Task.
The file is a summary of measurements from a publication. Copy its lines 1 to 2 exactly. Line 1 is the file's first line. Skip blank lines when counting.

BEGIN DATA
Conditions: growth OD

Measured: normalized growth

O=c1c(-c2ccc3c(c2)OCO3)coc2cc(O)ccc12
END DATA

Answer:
Conditions: growth OD

Measured: normalized growth